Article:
The Wall Street Journal’s Farnaz Fassihi puts it into perspective:
The mass trial of Iran’s top reformist leaders over the weekend on charges that include conspiring to overthrow the regime signals that a process is under way to eventually outlaw the reformist party and ban its members and supporters from political activity, Iran analysts say.
On Sunday, reaction by Iranian newspapers and Web sites to the trials of some 100 detained opposition members, including a former vice president, was polarized as some raised questions about whether their confessions were coerced.
The trial by the Revolutionary Court appears to be paving the way for President Mahmoud Ahmadinejad to secure his grip on power and cap a gradual takeover of Iran’s political landscape by hardliners. Mr. Ahmadinejad, whose government claimed victory in the disputed June 12 presidential elections, is to be inaugurated Monday for a second four-year term. Opposition leaders said the election was rigged.
Top reformist figures appeared in court Saturday looking disheveled and dazed. They sat in the front row wearing gray prison pajamas and plastic slippers without socks, in an apparent attempt to humiliate them in public. The reform leaders were unshaven and had lost weight.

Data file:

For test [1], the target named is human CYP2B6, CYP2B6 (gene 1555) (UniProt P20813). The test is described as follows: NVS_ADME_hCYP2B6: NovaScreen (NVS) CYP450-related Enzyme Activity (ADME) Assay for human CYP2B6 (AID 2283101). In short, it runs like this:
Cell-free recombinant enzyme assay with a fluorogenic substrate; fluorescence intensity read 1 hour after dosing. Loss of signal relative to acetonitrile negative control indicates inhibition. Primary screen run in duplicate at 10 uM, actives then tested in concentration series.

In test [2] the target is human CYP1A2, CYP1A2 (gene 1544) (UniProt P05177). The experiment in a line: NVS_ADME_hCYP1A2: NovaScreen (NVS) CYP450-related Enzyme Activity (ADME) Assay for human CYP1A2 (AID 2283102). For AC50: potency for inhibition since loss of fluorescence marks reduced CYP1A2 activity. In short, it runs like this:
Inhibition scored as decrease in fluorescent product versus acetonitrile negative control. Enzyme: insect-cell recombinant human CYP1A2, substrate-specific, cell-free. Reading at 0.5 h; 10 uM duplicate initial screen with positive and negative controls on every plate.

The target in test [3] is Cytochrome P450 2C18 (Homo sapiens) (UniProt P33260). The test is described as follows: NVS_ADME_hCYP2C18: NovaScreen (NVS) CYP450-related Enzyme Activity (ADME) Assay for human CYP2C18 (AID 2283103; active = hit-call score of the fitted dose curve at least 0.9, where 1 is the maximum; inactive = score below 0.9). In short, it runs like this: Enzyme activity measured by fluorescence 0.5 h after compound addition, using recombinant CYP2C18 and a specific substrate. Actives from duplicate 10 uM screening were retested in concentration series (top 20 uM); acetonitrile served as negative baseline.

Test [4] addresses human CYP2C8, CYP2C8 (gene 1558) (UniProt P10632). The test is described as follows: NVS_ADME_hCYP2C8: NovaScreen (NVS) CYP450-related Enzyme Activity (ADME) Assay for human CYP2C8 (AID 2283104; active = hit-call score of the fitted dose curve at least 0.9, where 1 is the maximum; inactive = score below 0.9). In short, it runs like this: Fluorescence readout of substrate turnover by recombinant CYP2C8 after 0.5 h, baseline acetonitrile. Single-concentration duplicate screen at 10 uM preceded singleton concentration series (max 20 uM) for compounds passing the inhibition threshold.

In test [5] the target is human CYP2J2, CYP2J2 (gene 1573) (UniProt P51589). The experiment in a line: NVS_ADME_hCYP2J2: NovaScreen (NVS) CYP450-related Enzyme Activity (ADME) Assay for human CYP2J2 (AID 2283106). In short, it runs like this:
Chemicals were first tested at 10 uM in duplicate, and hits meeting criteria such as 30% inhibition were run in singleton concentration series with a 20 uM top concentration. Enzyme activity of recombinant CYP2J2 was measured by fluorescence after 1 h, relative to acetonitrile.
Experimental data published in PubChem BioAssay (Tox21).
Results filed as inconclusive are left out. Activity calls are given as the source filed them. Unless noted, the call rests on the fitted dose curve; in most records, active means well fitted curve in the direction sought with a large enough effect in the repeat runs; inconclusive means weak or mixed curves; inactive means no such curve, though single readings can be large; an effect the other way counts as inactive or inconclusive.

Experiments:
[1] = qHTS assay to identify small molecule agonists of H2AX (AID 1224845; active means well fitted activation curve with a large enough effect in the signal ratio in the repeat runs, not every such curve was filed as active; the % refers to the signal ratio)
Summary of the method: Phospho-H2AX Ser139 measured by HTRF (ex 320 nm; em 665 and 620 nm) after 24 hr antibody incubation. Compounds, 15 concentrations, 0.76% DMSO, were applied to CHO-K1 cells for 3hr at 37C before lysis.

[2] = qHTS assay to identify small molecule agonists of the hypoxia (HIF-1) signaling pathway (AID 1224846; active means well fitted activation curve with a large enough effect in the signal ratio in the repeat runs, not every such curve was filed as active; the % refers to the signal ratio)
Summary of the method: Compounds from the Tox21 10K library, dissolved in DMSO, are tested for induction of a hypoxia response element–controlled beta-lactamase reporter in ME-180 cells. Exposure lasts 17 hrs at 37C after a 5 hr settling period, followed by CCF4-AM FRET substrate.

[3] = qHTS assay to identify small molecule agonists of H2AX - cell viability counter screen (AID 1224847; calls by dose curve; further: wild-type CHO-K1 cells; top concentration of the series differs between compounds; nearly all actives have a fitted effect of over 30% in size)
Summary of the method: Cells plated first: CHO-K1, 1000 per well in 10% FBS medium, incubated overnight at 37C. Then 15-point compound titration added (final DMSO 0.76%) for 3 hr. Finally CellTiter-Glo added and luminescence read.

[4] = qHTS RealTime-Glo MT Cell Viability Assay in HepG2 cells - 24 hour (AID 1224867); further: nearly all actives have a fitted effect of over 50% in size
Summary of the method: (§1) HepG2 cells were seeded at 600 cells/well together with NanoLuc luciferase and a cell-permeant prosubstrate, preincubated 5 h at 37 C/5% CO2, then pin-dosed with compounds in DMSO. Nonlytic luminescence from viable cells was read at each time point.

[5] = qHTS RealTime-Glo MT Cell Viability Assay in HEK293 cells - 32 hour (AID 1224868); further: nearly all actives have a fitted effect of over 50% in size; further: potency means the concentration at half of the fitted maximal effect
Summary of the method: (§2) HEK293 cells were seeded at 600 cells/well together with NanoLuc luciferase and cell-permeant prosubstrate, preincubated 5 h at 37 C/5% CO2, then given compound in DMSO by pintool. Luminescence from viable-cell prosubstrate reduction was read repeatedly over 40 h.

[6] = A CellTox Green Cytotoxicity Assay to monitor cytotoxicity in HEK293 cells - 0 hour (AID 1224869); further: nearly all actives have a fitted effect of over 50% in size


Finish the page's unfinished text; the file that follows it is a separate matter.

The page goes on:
Meanwhile, CNN reports that some top reformist leaders and Iranian moderates are blasting the trials (is a cell waiting to be filled by them?):
Iranian opposition leader Mir Hossein Moussavi and reformist former President Mohammad Khatami on Sunday blasted the trials of people arrested in post-election demonstrations.
Those on trial had been tortured into confessions, Moussavi said in a statement posted on his Ghalam News Web site.
“They have been stepped on so severely that they would have confessed to anything else, had they been instructed to do so,” Moussavi said.
Nearly 100 Iranians arrested in the aftermath of the disputed June 12 presidential elections went on trial Saturday, two Iranian news agencies reported. In addition, another 10 people went on trial Sunday, according to Iran’s government-funded Press TV, citing the Iranian Students News Agency (ISNA).
Khatami blasted the trials as an “insult” to Iran and Islam.
“Such play-acting … damages the system and reduces public trust,” he said in a statement provided by his office.